Mount Hayden is an 8,362-foot (2,549 m)-elevation summit located in the Grand Canyon, in Coconino County of Arizona, United States. It is situated one-half mile (0.80 km) southeast of the Point Imperial viewpoint (eastern Walhalla Plateau), on the canyon's North Rim, where it towers 5,000 feet (1,500 m) above the bottom of Nankoweap Canyon. Mount Hayden, also known as Hayden Peak, is named for Charles T. Hayden (1825–1900), an Arizona pioneer influential in the development of the Arizona Territory where he was known as the "Father of Tempe", and he established Arizona State University. He was also the father of US Senator Carl Hayden, as well as a probate judge. This geographical feature's name was officially adopted in 1932 by the U.S. Board on Geographic Names. The first ascent of the summit was made May 1978 by Joe Sharber, George Bain, and Abra Watkins via the north side (class 5.9 A2). Pegasus, a challenging class 5.10+ route on the East Face, was first climbed by Paul Davidson and Jim Haisley in 1982. The most popular climbing route is the class 5.8 South Face. According to the Köppen climate classification system, Mount Hayden is located in a Cold semi-arid climate zone.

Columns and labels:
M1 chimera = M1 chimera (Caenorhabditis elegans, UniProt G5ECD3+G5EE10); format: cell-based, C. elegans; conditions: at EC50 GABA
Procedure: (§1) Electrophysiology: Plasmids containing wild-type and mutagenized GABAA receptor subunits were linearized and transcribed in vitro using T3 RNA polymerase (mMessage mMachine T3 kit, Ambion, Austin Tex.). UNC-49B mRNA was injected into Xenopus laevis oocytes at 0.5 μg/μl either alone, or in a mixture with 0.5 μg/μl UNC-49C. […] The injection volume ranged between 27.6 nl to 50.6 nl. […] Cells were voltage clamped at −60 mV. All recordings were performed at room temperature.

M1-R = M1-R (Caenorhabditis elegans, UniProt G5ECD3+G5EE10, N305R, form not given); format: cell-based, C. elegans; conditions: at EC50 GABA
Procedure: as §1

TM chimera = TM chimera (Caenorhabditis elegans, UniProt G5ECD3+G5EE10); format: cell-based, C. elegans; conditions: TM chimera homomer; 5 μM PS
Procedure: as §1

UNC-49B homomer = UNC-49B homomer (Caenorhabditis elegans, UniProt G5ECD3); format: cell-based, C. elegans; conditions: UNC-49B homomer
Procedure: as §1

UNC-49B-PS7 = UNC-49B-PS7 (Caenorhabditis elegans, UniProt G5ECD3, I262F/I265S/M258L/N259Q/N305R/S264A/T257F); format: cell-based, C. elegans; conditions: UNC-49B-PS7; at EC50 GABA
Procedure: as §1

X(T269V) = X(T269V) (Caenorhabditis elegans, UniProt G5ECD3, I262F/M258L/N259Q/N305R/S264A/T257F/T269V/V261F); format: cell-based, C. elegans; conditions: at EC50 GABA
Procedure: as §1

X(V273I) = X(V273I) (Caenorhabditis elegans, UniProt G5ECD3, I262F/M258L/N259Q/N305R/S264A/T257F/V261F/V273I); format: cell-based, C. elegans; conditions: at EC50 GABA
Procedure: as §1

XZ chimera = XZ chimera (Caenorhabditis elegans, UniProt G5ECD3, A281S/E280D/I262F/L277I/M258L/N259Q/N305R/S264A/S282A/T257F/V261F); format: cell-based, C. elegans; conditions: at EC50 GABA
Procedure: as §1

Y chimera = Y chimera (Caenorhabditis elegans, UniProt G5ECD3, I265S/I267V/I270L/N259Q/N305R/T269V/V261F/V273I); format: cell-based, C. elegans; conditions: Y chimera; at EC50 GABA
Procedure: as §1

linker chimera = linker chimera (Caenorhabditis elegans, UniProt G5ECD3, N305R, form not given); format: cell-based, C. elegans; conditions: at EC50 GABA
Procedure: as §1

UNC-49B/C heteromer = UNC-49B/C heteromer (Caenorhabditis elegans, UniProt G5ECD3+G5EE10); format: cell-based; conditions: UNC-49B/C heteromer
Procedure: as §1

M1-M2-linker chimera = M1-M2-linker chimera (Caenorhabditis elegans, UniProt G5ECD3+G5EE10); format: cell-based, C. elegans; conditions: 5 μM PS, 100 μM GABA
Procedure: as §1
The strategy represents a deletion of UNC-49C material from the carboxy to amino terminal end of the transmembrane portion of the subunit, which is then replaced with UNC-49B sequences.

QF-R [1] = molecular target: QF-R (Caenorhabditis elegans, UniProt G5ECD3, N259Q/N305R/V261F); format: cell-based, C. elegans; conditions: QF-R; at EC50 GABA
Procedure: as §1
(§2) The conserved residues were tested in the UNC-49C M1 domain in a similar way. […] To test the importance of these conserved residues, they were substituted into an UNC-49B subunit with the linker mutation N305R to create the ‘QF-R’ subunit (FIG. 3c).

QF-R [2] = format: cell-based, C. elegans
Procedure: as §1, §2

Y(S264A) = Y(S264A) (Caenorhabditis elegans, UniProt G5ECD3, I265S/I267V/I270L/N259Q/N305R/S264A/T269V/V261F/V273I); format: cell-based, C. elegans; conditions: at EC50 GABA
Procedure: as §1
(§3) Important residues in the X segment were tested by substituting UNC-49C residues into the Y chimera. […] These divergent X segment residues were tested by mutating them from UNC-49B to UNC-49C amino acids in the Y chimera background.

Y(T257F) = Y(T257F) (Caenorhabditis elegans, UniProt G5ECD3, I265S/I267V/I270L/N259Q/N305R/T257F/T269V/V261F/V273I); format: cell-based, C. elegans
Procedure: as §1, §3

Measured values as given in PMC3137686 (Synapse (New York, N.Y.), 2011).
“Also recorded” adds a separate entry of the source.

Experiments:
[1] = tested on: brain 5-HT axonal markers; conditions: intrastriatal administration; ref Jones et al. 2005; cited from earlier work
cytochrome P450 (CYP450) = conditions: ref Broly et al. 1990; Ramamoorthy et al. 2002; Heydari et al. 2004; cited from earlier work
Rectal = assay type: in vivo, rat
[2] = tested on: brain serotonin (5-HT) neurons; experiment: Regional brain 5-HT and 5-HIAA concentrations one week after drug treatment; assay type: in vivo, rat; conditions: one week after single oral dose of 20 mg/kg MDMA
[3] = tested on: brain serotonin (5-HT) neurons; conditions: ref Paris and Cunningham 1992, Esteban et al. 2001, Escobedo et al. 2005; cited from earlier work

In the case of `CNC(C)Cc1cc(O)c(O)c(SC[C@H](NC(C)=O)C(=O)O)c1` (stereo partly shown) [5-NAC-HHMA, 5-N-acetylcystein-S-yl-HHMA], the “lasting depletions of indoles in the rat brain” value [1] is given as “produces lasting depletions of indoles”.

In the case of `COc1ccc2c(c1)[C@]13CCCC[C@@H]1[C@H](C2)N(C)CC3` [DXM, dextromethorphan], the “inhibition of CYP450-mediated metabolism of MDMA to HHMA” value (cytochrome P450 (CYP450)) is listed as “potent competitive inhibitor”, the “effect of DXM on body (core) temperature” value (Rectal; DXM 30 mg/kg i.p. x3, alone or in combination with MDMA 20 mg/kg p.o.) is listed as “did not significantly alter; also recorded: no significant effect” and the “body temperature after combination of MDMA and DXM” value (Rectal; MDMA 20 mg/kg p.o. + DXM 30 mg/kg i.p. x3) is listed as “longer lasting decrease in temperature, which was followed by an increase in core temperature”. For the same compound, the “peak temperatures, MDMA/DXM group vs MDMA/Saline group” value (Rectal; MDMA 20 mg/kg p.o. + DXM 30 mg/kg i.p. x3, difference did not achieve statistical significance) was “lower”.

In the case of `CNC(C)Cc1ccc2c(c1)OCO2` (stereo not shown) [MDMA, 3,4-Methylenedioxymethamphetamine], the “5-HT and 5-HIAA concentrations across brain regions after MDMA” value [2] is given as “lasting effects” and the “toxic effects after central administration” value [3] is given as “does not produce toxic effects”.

By elevation Mount Hayden is
# 46 out of 875 in Coconino County # 8 out of 280 in Grand Canyon National Park # 15 out of 203 in the Kaibab Plateau
By prominence Mount Hayden is
# 60 out of 280 in Grand Canyon National Park # 45 out of 203 in the Kaibab Plateau
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